Philippine Nutrition Cluster’s battle for the best: the breast

By Ms. Florinda Panlilio, Department of Health, Philippines

Ms. Florinda Panlilio is a Nutritionist-Dietitian IV in the Department of Health -Health Emergency Management Staff, which she joined in 2003. Her current responsibilities include training of nutritionists/dietitians in relation to emergencies and disasters and the development of training modules for nutritional assessment and management during emergencies/disasters.

The author would like to acknowledge the technical and funding support of the UNICEF - Philippines Office, which enabled participation in the regional IFE workshop in Bali at which these experiences were shared, and Dr. Nicholas Alipui, UNICEF country representative in the Philippines at the time, whose work was consulted in preparation for this article.

The Philippines lies along the typhoon belt of the Western Pacific, making it prone to various hydro-meteorological hazards. The country experiences about 20 typhoons annually, which is almost one quarter of all typhoons that occur in the world. Five to six of these typhoons are considered to be of the strongest types and usually cause major damages to life and property. Aside from the destructive winds brought about by typhoons, these can also trigger floods, landslides, and mudslides. Out of all the natural disasters which affect the Philippines, typhoons prove to be the largest killers followed by earthquakes, volcanoes and floods. An inter-agency government team, representing the National Disaster Coordinating Council, has identified 27 out of the 80 provinces as the most prone to hydrological hazards.

The occurrence of strong typhoons always has severe consequences for affected communities, especially if followed by secondary hazards such as floods, landslides and mudslides. Death, loss of livelihoods and destruction of infrastructure frequently occur. Access to food supplies may be constrained while food interventions like school feeding may be disrupted. A significant number of food warehouses and commercial stocks are often destroyed/damaged.

The Cluster Approach in the Philippines

UNICEF supported a mass breastfeeding event that earned a Guinness World Record for simultaneous breastfeeding.

The National Disaster Coordinating Council (NDCC) Memorandum Circular No.5 of May 10 2007 called for the institutionalisation of the Cluster Approach1 in the Philippine Disaster Management System. With the introduction of the Cluster Approach by the UN-Office for Coordination of Humanitarian Affairs (OCHA) eleven clusters were organised. The Nutrition Cluster is led by the Department of Health (DOH) with the Health Emergency Management Staff (HEMS) as its lead, the National Nutrition Council (NNC) as its Assistant Lead and UNICEF as the Inter-Agency Standing Committee (IASC) Focal Agency Counterpart. The leads and member agencies2 participated in a National Clusters' Contingency Planning Workshop in Pampanga on September 18-20, 2007 where agreement was reached on the general objective of the Nutrition Cluster. This is 'to ensure that the nutritional status of affected populations will not worsen or deteriorate due to the impact of a disaster'. Specific nutrition cluster objectives are enumerated below:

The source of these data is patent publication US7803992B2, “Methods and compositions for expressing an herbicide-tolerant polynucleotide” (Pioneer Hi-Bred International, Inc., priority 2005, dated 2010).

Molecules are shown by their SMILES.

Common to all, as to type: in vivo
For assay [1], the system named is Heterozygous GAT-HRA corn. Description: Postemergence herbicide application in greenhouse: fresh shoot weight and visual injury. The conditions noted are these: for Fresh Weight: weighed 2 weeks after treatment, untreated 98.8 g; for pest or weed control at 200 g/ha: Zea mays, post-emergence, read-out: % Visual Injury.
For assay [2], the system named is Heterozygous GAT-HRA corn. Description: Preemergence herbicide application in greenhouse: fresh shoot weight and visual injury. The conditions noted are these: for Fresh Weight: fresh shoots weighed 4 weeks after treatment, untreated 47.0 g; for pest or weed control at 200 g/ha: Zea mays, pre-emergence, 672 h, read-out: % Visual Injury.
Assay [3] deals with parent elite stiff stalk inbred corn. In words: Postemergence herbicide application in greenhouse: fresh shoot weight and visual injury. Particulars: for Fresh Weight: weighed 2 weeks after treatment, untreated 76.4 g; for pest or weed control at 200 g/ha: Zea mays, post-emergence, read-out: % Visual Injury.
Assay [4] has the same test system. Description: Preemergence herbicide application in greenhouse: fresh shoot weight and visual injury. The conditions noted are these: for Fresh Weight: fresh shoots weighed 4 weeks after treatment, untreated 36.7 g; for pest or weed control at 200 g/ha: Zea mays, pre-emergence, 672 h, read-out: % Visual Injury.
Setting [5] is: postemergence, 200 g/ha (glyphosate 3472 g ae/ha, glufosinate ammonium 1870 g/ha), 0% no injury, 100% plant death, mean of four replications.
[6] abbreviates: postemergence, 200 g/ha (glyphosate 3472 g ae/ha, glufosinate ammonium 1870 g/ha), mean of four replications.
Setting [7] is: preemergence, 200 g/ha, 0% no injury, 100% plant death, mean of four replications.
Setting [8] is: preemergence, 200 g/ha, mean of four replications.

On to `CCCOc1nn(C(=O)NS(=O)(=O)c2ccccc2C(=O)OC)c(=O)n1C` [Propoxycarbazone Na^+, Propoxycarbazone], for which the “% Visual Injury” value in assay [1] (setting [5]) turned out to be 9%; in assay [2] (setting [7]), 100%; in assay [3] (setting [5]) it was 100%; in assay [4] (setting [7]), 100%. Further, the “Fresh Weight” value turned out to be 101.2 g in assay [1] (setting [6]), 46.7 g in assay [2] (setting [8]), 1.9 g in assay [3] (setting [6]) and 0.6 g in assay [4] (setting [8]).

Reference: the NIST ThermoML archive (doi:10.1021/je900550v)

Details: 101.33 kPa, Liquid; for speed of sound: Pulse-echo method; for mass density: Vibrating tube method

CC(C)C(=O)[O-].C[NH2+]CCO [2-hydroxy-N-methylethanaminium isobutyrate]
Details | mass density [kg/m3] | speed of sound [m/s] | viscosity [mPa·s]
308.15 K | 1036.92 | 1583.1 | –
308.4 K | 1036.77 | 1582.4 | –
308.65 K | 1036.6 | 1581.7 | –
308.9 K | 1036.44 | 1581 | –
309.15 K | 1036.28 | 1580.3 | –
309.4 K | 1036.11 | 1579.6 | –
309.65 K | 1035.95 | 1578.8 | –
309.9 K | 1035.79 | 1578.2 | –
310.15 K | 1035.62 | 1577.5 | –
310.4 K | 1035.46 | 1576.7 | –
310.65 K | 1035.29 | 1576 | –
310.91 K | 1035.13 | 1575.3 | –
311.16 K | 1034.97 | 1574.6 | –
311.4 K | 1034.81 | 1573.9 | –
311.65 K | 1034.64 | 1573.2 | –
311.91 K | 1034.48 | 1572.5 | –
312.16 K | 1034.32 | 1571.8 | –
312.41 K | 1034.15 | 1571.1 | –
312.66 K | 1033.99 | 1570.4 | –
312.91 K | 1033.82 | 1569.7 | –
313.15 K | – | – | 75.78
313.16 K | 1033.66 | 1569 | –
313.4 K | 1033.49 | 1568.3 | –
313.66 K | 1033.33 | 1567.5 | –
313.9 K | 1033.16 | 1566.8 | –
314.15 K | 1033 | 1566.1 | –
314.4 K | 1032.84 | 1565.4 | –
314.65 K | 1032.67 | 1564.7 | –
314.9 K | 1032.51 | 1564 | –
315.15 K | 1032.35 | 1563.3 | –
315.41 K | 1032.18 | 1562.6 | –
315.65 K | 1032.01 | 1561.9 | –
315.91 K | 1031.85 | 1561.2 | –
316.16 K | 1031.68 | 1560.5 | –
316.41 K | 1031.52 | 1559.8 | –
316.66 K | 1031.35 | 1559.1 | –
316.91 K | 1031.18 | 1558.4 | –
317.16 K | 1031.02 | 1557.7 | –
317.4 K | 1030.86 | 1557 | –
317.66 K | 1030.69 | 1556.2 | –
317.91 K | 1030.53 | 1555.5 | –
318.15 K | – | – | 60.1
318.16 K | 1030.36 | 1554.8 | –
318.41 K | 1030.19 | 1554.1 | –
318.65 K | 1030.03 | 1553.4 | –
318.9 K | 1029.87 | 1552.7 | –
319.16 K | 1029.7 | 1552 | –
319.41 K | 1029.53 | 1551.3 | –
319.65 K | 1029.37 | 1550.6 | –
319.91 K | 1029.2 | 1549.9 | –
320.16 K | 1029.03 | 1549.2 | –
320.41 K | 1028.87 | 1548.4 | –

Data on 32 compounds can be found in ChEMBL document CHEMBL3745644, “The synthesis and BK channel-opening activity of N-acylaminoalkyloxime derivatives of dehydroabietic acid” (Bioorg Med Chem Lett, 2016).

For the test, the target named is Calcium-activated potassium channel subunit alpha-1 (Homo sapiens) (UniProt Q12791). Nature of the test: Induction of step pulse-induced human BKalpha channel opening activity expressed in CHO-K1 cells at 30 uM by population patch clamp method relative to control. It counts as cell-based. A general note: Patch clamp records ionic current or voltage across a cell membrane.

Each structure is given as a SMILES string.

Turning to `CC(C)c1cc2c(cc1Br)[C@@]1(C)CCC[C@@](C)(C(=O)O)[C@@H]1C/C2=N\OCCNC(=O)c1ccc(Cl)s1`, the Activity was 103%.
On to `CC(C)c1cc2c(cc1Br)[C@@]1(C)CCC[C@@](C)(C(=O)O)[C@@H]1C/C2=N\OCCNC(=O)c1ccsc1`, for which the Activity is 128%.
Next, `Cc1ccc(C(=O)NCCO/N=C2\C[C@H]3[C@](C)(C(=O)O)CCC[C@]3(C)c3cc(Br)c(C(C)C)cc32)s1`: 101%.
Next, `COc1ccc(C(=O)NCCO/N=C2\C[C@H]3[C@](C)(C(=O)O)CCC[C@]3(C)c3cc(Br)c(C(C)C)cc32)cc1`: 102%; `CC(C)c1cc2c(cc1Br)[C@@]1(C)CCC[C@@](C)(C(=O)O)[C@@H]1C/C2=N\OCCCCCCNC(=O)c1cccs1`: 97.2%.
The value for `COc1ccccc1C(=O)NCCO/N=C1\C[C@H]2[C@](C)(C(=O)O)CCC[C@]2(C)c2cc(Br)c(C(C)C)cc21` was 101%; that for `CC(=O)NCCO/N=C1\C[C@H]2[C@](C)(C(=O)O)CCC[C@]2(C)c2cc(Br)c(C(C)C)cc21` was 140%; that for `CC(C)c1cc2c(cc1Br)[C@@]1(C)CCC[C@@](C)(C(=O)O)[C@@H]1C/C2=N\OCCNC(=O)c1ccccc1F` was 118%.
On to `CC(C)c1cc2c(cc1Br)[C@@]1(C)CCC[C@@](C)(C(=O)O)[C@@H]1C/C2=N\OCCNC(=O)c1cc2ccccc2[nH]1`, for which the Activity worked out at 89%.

Challenges to protection and support of IFE

Prevailing infant and young child feeding practices

One of the priority areas for the Nutrition Cluster is the protection and support of infant and young child feeding in emergencies. However one of the key challenges is the poor prevailing IYCF practice. Survey data from 20033 found that half of all infants were exclusively breastfeeding for less than 24 days, down from 1.4 months in 1998, and only 16% of babies were exclusively breastfed for 4-5 months - well short of the recommended six months. Reasons given by surveyed mothers were: not enough breastmilk (30%), mother working (17%), and nipple/breast problems (17%)4. These responses indicate that women were not properly informed and supported to initiate and sustain breastfeeding. Other significant constraints include the limited government resources for breastfeeding promotion, strong and persistent marketing by milk/infant formula companies, penetration of the health care system by infant formula marketing and little concern, support or protest from the public, civil society or media.

The power of marketing

In the Philippines, the legislative enactment of the International Code of Marketing of Breastmilk Substitutes is reflected in the national Milk Code. Efforts to strengthen it in 2006 - in the form of the Implementing Rules and Regulations (IRR) of the Milk Code - were challenged in court (see Box 1 for details). Despite an initial restraining order, the eventual ruling in favour of the DOH and the IRR has proved an inspirational test case for many other countries. While the Nutrition Cluster considers the Supreme Court's ruling to be a major victory for children in the Philippines, it recognises that the work has just begun if the breastfeeding culture in the country is to be revived, especially during emergencies/disasters. An enormous challenge is the battle against the milk companies, with their multi-billion peso budgets and widespread influence. UNICEF has been consistent in supporting the DOH in pushing the 'BREAST' brand through strong communication and advocacy principles. It is also recognised that public awareness must be increased and institutional involvement strengthened through initiatives such as the provisions of 'Breastfeeding Corners/Stations' in selected malls like the Shoemart located nationwide and the New City Commercial Centre Malls in the Visayas and Mindanao Regions.